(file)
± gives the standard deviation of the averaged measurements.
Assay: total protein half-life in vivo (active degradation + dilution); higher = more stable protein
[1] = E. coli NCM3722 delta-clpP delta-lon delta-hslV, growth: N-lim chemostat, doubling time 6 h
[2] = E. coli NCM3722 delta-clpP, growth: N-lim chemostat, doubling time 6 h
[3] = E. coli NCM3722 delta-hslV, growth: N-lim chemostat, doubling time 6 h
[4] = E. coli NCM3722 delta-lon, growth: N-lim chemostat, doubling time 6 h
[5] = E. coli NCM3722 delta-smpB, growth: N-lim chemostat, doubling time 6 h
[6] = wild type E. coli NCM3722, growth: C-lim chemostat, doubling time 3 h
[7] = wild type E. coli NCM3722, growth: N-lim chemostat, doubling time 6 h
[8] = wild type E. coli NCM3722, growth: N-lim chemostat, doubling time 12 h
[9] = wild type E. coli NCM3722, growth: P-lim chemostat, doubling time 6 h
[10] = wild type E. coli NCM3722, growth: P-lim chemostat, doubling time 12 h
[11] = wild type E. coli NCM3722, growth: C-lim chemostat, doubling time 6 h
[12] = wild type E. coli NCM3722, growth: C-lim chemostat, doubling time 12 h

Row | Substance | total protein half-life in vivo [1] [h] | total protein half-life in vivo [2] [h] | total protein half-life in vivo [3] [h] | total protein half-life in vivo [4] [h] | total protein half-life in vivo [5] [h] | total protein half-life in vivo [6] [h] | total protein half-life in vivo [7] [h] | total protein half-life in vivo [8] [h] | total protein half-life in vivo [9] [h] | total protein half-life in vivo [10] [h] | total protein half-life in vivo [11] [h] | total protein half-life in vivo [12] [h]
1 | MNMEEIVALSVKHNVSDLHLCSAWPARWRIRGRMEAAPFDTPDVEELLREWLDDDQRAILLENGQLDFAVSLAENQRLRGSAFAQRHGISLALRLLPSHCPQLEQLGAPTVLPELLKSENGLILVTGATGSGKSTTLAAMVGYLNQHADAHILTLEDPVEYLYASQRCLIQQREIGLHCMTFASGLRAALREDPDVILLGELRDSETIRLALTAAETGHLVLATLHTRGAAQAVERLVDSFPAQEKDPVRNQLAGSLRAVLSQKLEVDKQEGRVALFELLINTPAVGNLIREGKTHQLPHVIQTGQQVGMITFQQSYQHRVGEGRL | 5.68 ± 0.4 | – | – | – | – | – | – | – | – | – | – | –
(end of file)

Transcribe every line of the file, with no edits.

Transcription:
± gives the standard deviation of the averaged measurements.
Assay: total protein half-life in vivo (active degradation + dilution); higher = more stable protein
[1] = E. coli NCM3722 delta-clpP delta-lon delta-hslV, growth: N-lim chemostat, doubling time 6 h
[2] = E. coli NCM3722 delta-clpP, growth: N-lim chemostat, doubling time 6 h
[3] = E. coli NCM3722 delta-hslV, growth: N-lim chemostat, doubling time 6 h
[4] = E. coli NCM3722 delta-lon, growth: N-lim chemostat, doubling time 6 h
[5] = E. coli NCM3722 delta-smpB, growth: N-lim chemostat, doubling time 6 h
[6] = wild type E. coli NCM3722, growth: C-lim chemostat, doubling time 3 h
[7] = wild type E. coli NCM3722, growth: N-lim chemostat, doubling time 6 h
[8] = wild type E. coli NCM3722, growth: N-lim chemostat, doubling time 12 h
[9] = wild type E. coli NCM3722, growth: P-lim chemostat, doubling time 6 h
[10] = wild type E. coli NCM3722, growth: P-lim chemostat, doubling time 12 h
[11] = wild type E. coli NCM3722, growth: C-lim chemostat, doubling time 6 h
[12] = wild type E. coli NCM3722, growth: C-lim chemostat, doubling time 12 h

Row | Substance | total protein half-life in vivo [1] [h] | total protein half-life in vivo [2] [h] | total protein half-life in vivo [3] [h] | total protein half-life in vivo [4] [h] | total protein half-life in vivo [5] [h] | total protein half-life in vivo [6] [h] | total protein half-life in vivo [7] [h] | total protein half-life in vivo [8] [h] | total protein half-life in vivo [9] [h] | total protein half-life in vivo [10] [h] | total protein half-life in vivo [11] [h] | total protein half-life in vivo [12] [h]
1 | MNMEEIVALSVKHNVSDLHLCSAWPARWRIRGRMEAAPFDTPDVEELLREWLDDDQRAILLENGQLDFAVSLAENQRLRGSAFAQRHGISLALRLLPSHCPQLEQLGAPTVLPELLKSENGLILVTGATGSGKSTTLAAMVGYLNQHADAHILTLEDPVEYLYASQRCLIQQREIGLHCMTFASGLRAALREDPDVILLGELRDSETIRLALTAAETGHLVLATLHTRGAAQAVERLVDSFPAQEKDPVRNQLAGSLRAVLSQKLEVDKQEGRVALFELLINTPAVGNLIREGKTHQLPHVIQTGQQVGMITFQQSYQHRVGEGRL | 5.68 ± 0.4 | – | – | – | – | – | – | – | – | – | – | –